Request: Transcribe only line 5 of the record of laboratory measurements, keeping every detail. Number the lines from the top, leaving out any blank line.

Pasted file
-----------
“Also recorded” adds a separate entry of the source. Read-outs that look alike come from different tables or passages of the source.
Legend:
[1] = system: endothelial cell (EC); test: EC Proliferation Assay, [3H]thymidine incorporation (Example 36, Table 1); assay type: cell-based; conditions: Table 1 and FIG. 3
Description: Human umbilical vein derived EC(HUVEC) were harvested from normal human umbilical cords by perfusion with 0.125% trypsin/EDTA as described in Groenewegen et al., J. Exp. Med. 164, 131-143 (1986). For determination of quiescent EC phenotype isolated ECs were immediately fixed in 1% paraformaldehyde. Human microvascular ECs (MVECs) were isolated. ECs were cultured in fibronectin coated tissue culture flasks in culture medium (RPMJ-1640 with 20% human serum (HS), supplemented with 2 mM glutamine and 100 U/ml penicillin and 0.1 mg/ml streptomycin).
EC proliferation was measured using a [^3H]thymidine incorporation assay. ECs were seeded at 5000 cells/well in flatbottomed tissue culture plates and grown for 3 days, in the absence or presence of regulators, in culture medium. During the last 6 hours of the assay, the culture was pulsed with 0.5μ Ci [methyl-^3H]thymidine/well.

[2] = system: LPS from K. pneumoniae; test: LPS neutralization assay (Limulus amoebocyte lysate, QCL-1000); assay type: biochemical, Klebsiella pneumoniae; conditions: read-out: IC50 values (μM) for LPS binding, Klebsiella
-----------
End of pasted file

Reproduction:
EC proliferation was measured using a [^3H]thymidine incorporation assay. ECs were seeded at 5000 cells/well in flatbottomed tissue culture plates and grown for 3 days, in the absence or presence of regulators, in culture medium. During the last 6 hours of the assay, the culture was pulsed with 0.5μ Ci [methyl-^3H]thymidine/well.